Significantly then we read in the text: “As soon then as He had said unto them, I am he, they went backward, and fell to the ground.”
Indeed, an amazing scene!
The would-be captors lie fallen upon the ground! They appear as dead men, utterly helpless!
The intended Captive captures His captors!
But how shall we understand their conduct?
That the enemy would be astounded at the fearlessness Jesus displayed before a numerically and physically greater host, we can easily comprehend. That they would momentarily pause in their contemplated endeavor to capture Him, and stand in amazement at the boldness wherewith He came forth to meet them, is not difficult to perceive. For they had come, so we may believe, to capture a “dangerous malefactor” who would either flee at the first sound of the footsteps of the approaching posse, or who would use every available weapon to avoid capture. This is what they expected; and therefore, they had come fully armed and with a great multitude. But instead of fleeing, or instead of using physical power to avoid capture, He confronted them with the simple question: “Whom seek ye?” This would, indeed, naturally cause consternation, and psychologically might cause them to halt and even to step backward. But it would not cause them, and especially the soldiers, to fall away backward and to lie prostrate on the ground. You cannot explain their conduct from a merely natural and psychological point of view. For consider that they were a great multitude, with hardened soldiers who were thoroughly armed at the head, led there by Judas whose heart Satan filled, and who was now determined to betray the Lord. Is it conceivable, do you think, that such a host-would fall to the ground helpless, and that out of mere natural fear or psychological wonderment? We think not. There must be another and a much better explanation.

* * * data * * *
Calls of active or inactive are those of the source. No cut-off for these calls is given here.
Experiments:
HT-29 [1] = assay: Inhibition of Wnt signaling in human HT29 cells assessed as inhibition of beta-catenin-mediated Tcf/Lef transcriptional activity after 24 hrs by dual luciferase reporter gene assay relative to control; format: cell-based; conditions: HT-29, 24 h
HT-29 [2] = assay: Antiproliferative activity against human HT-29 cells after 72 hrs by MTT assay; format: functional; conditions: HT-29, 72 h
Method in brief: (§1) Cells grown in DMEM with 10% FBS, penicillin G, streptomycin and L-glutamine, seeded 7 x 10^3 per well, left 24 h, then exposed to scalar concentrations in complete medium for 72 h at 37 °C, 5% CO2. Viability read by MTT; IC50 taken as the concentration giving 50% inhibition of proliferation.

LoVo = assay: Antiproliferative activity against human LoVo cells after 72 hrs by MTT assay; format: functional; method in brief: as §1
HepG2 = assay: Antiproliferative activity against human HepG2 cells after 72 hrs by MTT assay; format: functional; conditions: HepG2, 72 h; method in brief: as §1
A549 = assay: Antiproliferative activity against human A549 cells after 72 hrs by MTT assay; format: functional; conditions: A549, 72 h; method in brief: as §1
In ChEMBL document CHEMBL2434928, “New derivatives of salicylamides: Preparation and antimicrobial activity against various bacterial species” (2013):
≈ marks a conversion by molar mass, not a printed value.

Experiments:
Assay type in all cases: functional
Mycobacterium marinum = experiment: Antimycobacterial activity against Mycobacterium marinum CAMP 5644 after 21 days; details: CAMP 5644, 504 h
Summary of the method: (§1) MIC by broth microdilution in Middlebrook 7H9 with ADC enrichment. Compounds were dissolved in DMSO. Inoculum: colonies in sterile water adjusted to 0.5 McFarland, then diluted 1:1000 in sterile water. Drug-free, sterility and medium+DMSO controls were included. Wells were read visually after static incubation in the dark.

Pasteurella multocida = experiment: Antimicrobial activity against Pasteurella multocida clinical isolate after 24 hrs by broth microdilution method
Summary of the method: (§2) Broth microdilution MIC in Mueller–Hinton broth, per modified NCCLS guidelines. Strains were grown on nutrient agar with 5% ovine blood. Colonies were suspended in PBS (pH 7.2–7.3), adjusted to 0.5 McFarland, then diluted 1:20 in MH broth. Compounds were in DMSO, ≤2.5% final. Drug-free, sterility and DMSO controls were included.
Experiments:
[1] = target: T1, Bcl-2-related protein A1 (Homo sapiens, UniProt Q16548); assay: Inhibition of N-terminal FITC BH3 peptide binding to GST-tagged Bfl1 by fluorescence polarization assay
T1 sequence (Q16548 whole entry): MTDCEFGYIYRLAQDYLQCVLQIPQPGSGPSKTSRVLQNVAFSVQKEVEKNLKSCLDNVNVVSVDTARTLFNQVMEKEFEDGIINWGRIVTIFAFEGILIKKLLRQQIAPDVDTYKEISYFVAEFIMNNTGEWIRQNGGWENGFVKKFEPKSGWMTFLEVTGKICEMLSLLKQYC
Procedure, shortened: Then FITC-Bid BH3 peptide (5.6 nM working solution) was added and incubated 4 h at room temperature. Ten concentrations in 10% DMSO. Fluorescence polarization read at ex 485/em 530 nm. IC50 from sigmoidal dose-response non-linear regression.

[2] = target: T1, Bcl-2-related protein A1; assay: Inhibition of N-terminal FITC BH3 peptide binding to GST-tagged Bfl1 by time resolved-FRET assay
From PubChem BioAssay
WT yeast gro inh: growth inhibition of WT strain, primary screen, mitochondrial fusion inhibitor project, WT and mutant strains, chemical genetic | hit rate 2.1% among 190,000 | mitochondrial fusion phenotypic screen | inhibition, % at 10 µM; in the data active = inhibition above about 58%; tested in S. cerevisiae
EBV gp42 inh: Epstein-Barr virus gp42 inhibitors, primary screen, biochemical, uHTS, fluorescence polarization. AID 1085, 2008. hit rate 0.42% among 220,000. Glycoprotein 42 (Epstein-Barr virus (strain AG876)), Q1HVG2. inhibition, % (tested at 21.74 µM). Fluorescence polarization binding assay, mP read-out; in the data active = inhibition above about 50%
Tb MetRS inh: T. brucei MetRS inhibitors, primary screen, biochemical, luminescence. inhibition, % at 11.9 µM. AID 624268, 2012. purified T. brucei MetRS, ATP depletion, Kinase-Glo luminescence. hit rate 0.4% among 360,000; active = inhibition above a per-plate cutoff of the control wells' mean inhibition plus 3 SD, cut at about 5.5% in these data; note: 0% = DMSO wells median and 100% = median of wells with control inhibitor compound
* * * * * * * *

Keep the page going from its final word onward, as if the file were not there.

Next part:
Is it not significant that John is the only one of the gospel narrators who speaks of this scene? And remembering that it is he, in distinction from the rest, who would emphasize in his gospel the divinity of Christ, would it not appear therefore also here that he would have us see Jesus as the Son of God? From this we conclude that on this occasion the Lord allowed His divine power to proceed from Him, riding as it were on the words He spoke, “Whom seek ye?” that caused the multitude, all of them, including Judas, to fall backward to the ground. In one word, He allowed for a moment His divinity to shine through the veil of His flesh, the holiness and righteousness of which causes wickedness to recoil in the dust.
Here it must become perfectly evident that no one could take Him, unless He gave Himself willingly into their hands.
Something of this divine power He displayed on other occasions when the enemy sought to destroy Him. In Nazareth they brought Him-out of the city intent on pushing Him off a cliff; but He passed through their midst and escaped, for His hour was not yet come. Later when He was in Jerusalem and they were determined to stone Him, He departed from them into Peraea, for His hour was not yet come.
But now it was the hour!